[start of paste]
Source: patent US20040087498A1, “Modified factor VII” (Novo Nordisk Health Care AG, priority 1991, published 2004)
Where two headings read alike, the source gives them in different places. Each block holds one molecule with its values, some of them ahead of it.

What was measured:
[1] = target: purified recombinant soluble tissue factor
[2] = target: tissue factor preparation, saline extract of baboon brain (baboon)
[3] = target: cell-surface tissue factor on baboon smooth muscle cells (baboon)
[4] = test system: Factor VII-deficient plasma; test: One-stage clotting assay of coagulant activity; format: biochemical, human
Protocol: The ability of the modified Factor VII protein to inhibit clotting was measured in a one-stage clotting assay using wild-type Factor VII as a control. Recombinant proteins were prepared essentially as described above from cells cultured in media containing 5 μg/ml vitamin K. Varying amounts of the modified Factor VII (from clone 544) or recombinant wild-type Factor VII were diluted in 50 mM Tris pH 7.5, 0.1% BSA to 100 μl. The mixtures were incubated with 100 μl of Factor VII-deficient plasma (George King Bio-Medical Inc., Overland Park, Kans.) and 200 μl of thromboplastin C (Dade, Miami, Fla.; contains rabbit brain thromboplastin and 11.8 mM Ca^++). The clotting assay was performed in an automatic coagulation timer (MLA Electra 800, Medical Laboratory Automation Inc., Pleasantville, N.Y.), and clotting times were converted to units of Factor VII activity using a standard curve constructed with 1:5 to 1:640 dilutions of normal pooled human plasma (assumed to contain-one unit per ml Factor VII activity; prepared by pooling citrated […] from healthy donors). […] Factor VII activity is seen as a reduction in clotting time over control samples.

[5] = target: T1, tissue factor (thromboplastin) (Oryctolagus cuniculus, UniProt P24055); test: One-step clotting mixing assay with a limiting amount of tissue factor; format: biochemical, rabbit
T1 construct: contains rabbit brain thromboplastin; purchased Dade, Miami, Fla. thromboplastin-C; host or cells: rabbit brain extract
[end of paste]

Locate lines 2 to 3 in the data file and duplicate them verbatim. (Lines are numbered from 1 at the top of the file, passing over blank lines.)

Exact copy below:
Where two headings read alike, the source gives them in different places. Each block holds one molecule with its values, some of them ahead of it.

What was measured: